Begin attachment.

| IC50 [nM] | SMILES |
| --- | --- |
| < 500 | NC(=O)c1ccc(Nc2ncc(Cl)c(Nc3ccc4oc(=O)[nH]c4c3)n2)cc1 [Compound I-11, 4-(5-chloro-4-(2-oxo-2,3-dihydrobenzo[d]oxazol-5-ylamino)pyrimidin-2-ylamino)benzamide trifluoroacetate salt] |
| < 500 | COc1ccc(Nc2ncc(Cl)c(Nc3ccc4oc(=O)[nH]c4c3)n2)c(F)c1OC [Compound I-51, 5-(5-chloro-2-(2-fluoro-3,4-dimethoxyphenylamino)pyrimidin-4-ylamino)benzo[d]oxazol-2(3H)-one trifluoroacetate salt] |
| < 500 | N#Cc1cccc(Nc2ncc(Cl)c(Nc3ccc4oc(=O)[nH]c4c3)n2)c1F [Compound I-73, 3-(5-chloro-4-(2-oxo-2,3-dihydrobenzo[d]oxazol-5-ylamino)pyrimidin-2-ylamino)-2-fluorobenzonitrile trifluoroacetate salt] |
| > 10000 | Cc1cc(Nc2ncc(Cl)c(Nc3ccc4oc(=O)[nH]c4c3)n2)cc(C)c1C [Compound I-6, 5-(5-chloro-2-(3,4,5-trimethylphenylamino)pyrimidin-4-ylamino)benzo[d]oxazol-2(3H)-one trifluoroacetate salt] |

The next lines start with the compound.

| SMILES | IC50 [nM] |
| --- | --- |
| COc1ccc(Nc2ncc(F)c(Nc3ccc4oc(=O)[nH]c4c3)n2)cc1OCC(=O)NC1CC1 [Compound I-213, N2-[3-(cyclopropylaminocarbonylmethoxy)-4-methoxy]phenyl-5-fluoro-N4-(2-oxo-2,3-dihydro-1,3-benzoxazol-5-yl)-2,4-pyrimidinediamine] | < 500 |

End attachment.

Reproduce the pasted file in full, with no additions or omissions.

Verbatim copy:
| IC50 [nM] | SMILES |
| --- | --- |
| < 500 | NC(=O)c1ccc(Nc2ncc(Cl)c(Nc3ccc4oc(=O)[nH]c4c3)n2)cc1 [Compound I-11, 4-(5-chloro-4-(2-oxo-2,3-dihydrobenzo[d]oxazol-5-ylamino)pyrimidin-2-ylamino)benzamide trifluoroacetate salt] |
| < 500 | COc1ccc(Nc2ncc(Cl)c(Nc3ccc4oc(=O)[nH]c4c3)n2)c(F)c1OC [Compound I-51, 5-(5-chloro-2-(2-fluoro-3,4-dimethoxyphenylamino)pyrimidin-4-ylamino)benzo[d]oxazol-2(3H)-one trifluoroacetate salt] |
| < 500 | N#Cc1cccc(Nc2ncc(Cl)c(Nc3ccc4oc(=O)[nH]c4c3)n2)c1F [Compound I-73, 3-(5-chloro-4-(2-oxo-2,3-dihydrobenzo[d]oxazol-5-ylamino)pyrimidin-2-ylamino)-2-fluorobenzonitrile trifluoroacetate salt] |
| > 10000 | Cc1cc(Nc2ncc(Cl)c(Nc3ccc4oc(=O)[nH]c4c3)n2)cc(C)c1C [Compound I-6, 5-(5-chloro-2-(3,4,5-trimethylphenylamino)pyrimidin-4-ylamino)benzo[d]oxazol-2(3H)-one trifluoroacetate salt] |

The next lines start with the compound.

| SMILES | IC50 [nM] |
| --- | --- |
| COc1ccc(Nc2ncc(F)c(Nc3ccc4oc(=O)[nH]c4c3)n2)cc1OCC(=O)NC1CC1 [Compound I-213, N2-[3-(cyclopropylaminocarbonylmethoxy)-4-methoxy]phenyl-5-fluoro-N4-(2-oxo-2,3-dihydro-1,3-benzoxazol-5-yl)-2,4-pyrimidinediamine] | < 500 |